/ Technology

Flawedband: are you happy with your broadband service?


Our latest research shows over half of households have had a problem with their broadband service in the last year alone. Are you one of them?

I’m sure like many of our Convo readers, I am quite good at taking action when I’m unhappy with a product or service. I switched mobile provider last year; I recently convinced my parents to switch broadband provider; I challenge my gym when my experience doesn’t live up to my expectations (having my spin class cancelled on the day one week did not make me happy!).

And yet there are still many examples where I accept poor service. Things pass me by, or I just accept as the status quo. And for many broadband customers, this seems to be the same.


Our latest broadband satisfaction survey found that more than half of Britain’s households have experienced a problem with their broadband provider in the last year. As with all of our surveys, experiences varied across providers but even the lowest score still showed a quarter of customers experiencing problems.

The top complaint was price increases, affecting one in five.

Slow speeds was the second biggest problem, with frequent connection drop outs and problems with routers following respectively.

It’s a positive that automatic compensation will come into force next year with 90% of the broadband market committing to doing it. But even then, compensation will apply only to three areas (slow repairs, missed appointments and delayed installations) that don’t appear in our top four list of problems.

Automatic compensation is certainly a welcome step, and something we at Which? have campaigned for, but ultimately we want the service to improve in the first instance.

Communication failure

With over half of people experiencing problems, I’m sure many do take action with their provider, but it has to be the case that many more don’t.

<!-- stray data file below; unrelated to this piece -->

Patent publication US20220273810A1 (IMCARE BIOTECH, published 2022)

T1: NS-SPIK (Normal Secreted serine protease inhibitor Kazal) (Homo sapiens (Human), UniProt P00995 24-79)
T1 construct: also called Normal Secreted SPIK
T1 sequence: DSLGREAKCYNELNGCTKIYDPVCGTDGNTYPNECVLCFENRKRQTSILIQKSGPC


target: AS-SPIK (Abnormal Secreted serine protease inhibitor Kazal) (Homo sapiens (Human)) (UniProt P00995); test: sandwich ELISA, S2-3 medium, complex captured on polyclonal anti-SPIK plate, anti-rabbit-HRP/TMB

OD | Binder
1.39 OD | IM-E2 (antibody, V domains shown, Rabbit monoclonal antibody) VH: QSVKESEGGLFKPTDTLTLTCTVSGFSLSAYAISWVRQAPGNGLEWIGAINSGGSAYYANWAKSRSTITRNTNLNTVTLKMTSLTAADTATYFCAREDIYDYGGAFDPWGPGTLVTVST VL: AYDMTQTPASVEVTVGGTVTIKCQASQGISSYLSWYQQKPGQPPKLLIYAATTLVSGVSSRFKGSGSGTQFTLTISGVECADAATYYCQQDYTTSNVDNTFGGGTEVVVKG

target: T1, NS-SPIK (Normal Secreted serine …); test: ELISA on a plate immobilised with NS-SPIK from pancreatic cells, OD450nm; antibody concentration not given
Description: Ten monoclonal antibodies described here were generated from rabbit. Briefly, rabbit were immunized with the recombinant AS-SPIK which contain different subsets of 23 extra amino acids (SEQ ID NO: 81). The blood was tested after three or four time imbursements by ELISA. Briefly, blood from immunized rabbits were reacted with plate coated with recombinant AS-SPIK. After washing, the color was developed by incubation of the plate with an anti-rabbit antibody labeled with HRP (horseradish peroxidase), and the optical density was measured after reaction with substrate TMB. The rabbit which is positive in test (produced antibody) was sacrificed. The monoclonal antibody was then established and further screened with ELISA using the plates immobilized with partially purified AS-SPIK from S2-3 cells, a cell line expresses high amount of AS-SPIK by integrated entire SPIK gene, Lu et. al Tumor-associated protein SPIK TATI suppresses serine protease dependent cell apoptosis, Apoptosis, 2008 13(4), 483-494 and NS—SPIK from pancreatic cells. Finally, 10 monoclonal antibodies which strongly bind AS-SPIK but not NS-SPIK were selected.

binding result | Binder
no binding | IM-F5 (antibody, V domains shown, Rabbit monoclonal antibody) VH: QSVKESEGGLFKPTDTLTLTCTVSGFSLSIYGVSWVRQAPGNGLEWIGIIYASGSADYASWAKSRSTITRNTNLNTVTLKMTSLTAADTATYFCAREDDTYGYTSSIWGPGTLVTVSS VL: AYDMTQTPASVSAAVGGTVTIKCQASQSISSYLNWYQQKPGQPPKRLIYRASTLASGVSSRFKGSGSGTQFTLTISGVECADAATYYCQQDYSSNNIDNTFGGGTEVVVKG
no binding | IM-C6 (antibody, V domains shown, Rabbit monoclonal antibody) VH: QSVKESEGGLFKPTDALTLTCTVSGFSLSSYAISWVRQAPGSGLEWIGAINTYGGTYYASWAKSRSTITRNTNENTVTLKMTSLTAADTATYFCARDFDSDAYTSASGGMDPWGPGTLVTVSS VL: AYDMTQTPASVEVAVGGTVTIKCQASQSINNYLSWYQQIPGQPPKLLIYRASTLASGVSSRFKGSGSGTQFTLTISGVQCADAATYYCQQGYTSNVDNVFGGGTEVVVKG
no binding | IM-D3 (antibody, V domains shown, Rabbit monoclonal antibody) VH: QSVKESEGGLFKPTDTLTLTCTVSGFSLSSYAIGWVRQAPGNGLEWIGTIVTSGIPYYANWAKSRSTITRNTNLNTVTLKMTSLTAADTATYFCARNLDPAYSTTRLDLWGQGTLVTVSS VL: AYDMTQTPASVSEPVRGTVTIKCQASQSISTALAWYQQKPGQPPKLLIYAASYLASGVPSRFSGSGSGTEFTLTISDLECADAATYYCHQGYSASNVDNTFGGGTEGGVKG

I think that often consumers are confused about what they can do, they don’t understand what the problem is, and they get frustrated with slow or no customer service to fix it. Furthermore, they don’t understand when they can and should negotiate on price. (Want to know more? Check out our advice on haggling for the best deal.)

Are you surprised at the results? What grumbles do you have with your broadband service and have you managed to have them addressed by your provider? And what can be done to stop more than half of households having problems?

Which? surveyed 1,901 telecoms customers in Dec 2017 to Jan 2018. We require a minimum of 30 responses to give a rating or score on any particular measure. Broadband customers were asked: ‘Thinking about the last 12 months (i.e. since December 2016), which, if any, of the following problems have you experienced with your broadband?’.


My average speed for last 4yrs is 0.24 in 2009 it was 1.6. Complaints to Talk Talk are a complete waste of Time. Try to blame set up in house. Connection lost every time it rains. They are unable to understand it does not rain in house! They have finally said fibre is available. but no timetable of when they will complete. BT advise a max of 0.5 so still waiting for progress report.

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Was notified about cabinet being upgraded before Xmas . Notified Talk Talk but told they would let me know when I could upgrade which I signed up for ,3 weeks ago. Has once more been raining connection is now 0.01 whole village has same problem. BT engineers say we are lucky if we get 0.5

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Most of the UK could be served by the fibre network. As I read it one of the proposals above is to have hundreds of small (125kg) satellites in low orbit providing world-wide coverage, which in principle seems a better solution than laying fibre and wires. However, I wonder who will control the costs and the system and how the satellites in decaying orbits will be disposed of.

Using a conventional satellite currently limits speed, has high latency, and is unreliable in poor weather. Will any satellite system suffer with weather? As for latency, the examples quoted are more difficulty in playing games (oh dear!) and a slight lag in, say, voice communications.

I wonder whether, if and when the vast majority of the UK has access to fibre (the choice is then whether to use and pay for it as individual subscribers) whether the majority of the remainder would really take up the new system, or whether for those remote areas we should not concentrate on a land-based system.

However, what happens is not a UK decision.

Yours in ignorance…..

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